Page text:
From the July/August 2013 issue of Futures Magazine • Subscribe!

Getting started with mini and micro contracts

In addition to mini contracts on stock index futures, exchanges offer mini and even micro contracts on many commodities, such as oil, gold and soybeans. The difference in contract size between the full-size and mini contracts varies based on the commodity. For example, a full-size corn contract at CME Group is for 5,000 bushels and the mini is for 1,000 bushels, whereas a full-size gold contract is for 100 troy ounces, the mini is for 50 troy ounces and the micro is for 10 troy ounces.

Some traders that intend to take delivery eventually, but don’t have the capital to do so immediately, will use mini contracts to build a position that they later can roll into a full-size contract to take delivery. Looking at gold again, this means a trader can buy a couple micro contracts to gain exposure to gold and add to his positon later until it is large enough to roll into a full-size contract to take delivery.

On the stock options side, mini option contracts were launched in March in some of the most popular equities, including Apple, Google, Amazon, GLD and SPY, and have an underlying of 10 shares rather than the 100 shares of a full-size contract.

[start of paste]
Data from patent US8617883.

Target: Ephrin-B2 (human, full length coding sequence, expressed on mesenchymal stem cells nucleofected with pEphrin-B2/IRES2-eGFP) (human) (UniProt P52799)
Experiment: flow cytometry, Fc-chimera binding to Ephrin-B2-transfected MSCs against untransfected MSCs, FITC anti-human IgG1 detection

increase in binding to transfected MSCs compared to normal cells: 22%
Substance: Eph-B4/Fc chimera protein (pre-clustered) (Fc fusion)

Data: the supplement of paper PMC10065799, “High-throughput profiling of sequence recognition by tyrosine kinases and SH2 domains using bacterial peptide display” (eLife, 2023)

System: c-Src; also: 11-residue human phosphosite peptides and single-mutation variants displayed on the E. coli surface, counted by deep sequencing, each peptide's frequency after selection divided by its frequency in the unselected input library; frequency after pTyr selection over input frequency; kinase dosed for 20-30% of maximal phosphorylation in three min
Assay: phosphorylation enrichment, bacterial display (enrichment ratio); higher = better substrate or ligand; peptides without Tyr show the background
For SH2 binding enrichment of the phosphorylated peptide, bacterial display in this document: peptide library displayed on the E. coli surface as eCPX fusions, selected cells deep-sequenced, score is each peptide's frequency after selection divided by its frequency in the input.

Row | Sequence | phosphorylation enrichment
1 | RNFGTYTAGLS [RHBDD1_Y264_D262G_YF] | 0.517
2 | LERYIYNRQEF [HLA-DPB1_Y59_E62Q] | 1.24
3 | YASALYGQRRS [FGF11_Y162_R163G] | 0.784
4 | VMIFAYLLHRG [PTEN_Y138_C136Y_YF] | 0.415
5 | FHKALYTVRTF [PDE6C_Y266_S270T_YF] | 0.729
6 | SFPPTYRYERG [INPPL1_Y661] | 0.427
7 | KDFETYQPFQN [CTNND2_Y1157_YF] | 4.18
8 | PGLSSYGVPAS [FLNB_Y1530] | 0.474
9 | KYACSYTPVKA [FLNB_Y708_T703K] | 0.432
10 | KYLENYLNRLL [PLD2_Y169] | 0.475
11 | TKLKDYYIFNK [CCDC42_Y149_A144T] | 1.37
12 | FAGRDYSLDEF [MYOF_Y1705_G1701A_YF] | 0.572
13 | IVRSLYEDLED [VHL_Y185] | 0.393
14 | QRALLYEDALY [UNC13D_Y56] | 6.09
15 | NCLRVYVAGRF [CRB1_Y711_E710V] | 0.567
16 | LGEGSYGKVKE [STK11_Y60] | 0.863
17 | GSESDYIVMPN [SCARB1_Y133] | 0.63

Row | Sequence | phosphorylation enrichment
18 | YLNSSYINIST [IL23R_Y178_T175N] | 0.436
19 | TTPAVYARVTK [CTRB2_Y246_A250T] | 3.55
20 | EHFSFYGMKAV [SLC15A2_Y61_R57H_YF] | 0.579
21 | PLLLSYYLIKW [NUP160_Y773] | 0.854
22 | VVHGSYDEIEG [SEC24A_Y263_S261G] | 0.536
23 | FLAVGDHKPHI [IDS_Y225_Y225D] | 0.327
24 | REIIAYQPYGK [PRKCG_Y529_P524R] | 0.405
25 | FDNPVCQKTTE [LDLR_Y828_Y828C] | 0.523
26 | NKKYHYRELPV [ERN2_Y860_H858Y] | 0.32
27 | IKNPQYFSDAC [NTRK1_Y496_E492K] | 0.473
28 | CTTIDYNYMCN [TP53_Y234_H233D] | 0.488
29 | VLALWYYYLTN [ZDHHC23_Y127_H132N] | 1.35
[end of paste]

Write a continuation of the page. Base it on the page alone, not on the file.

Kinahan says the launch of these products allows someone who has never traded an option before to more easily gain experience because they still have the same mechanics as their full-size counterparts. “What’s beautiful about the minis is they are a completely separate class of product because they let people with smaller amounts of capital play in some of the bigger assets, like the Apples of the world that everybody wants to trade. They allow you to do so in a risk-defined environment with less capital,” he says.

Friedman does not see such a need for the mini options contracts because options already offer a range of products to manage your risk. “My attitude is when talking about options, sometimes you don’t need a mini option because you can get a little further out-of-the-money with a put or call or different strategies to reduce your exposure. Depending how you manage your exposure, you might not need a mini option,” he says.

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